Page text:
99 years of the Johnston typeface
Next year marks the centenary of the introduction of the Johnston typeface, designed by Edward Johnston as the corporate font for transport in London and still in use today.
The Johnston typeface was first introduced in 1916 and used on the London Underground. Today it is used on signage, London Underground printed material and of course the equally iconic Tube map, designed by Harry Beck. Simon Garfield, author of Just My Type, describes Johnston as “one of the most iconic, enduring and best-loved fonts in the world”.
Edward Johnston was commissioned to develop the typeface by London transport administrator Frank Pick – who would later commission Beck to design the Tube Map.
Source: Alexander Baxevanis
According to Garfield, Pick briefed Johnston to create a typeface that would “belong unmistakeably to the times in which we lived”. It would be “straightforward and manly” with each letter in the alphabet “a strong and unmistakeable symbol”. Johnston himself says he approached the task with “the austerity of an engineer”.
Author David Lawrence – whose book A Logo for London covers both Johnston’s typeface designs and his later designs for the London Underground roundel – says Johnston “ruthlessly discarded the florid typography and gilded heraldry that Victorian engineering had taken up to assert its heritage”.
Johnston initially worked on the typeface with his student Eric Gill – who would later create the Johnston-influenced Gill Sans. According again to Garfield, the initial letters Johnston produced were the capitals B, D, E, N, O and U.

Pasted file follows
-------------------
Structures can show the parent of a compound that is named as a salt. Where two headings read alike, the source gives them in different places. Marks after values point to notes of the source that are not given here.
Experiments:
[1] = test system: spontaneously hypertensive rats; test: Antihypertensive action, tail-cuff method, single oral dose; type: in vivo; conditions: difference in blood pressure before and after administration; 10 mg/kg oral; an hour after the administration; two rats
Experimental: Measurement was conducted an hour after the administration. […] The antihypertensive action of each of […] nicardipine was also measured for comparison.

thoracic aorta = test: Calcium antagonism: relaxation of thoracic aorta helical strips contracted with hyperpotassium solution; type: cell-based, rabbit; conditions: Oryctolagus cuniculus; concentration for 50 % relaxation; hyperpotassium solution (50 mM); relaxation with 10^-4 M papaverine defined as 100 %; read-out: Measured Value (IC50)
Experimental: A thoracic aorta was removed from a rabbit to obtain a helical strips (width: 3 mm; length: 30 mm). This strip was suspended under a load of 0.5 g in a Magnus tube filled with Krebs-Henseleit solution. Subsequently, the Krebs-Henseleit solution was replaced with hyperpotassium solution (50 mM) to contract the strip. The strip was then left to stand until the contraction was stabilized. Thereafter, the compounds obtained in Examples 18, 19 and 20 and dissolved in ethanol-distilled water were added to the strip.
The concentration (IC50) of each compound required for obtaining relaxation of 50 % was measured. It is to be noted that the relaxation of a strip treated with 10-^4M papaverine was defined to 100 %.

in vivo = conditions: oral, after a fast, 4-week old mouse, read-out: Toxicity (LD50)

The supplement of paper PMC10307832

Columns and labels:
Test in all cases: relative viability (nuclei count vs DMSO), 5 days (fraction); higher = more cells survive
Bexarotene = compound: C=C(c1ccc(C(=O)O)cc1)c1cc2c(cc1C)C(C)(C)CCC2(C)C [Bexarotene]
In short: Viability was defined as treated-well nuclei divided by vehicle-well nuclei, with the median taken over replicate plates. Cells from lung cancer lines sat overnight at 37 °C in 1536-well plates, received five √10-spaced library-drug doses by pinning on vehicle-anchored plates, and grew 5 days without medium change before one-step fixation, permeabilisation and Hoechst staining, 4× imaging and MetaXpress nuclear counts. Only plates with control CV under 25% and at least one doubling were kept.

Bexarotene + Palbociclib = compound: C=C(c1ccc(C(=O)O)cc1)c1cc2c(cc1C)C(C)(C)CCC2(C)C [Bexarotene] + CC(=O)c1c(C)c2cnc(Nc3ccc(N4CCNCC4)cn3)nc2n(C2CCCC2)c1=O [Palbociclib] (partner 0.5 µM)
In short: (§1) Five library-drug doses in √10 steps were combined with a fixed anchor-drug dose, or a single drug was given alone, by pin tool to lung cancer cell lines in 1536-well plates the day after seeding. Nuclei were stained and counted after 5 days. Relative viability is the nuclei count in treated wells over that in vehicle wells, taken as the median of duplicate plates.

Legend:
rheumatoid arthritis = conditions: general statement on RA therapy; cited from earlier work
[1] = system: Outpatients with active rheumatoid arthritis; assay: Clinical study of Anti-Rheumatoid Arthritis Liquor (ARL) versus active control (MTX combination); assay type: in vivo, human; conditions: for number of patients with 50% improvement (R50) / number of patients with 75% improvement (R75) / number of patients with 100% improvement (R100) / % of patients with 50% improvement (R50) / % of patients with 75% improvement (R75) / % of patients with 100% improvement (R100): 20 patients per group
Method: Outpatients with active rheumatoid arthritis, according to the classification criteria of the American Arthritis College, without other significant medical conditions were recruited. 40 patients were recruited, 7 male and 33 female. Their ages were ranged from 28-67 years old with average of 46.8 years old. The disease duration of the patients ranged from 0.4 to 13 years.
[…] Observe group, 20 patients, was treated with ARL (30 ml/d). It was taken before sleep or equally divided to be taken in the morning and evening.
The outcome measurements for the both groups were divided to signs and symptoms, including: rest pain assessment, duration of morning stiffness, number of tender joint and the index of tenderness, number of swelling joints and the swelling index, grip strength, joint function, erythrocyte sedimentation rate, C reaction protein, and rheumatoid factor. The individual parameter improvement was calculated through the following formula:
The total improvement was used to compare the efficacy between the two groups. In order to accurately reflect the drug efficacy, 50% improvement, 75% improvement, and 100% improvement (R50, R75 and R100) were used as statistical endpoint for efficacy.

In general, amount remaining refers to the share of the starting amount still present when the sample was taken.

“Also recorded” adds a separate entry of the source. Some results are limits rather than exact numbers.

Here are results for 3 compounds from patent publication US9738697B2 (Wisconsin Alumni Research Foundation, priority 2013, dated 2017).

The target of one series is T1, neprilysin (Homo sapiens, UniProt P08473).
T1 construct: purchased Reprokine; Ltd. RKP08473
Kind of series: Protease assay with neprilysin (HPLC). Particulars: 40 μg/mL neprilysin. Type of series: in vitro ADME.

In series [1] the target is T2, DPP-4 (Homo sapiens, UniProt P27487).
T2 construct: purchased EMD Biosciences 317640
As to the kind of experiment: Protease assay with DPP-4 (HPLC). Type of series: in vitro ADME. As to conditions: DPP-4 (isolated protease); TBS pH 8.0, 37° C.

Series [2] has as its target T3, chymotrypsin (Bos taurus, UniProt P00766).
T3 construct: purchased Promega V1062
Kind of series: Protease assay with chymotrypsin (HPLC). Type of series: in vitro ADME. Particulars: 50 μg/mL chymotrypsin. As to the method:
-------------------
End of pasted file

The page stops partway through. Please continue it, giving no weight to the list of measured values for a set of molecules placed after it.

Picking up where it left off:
The lower-case “l” with its distinctive upturned boot and the lower-case “I” with its diamond-shaped dot, would come later.
Source: John Keogh
Johnston died in 1944 and according to Garfield had expressed regret that his work had been more honoured abroad than at home. He is quoted as saying “This particular design… seems to have made a great impression in parts of Central Europe – where I understand it has given me a reputation which my own country is too practical to recognise.”
Today, the Johnston font is registered to Transport for London and found across the transport network. It has also appeared in wayfinding for the London 2012 Olympics and in overlays on BBC TV show Sherlock.
Ahead of the centenary of the typeface’s introduction, London Transport Museum is hosting a series of guided tours, which will tell the story of what the museum refers to as “designs so strong and adaptable that they now represent the idea of London itself”.
For more information on the London Transport Museum Johnston tours, visit www.ltmuseum.co.uk.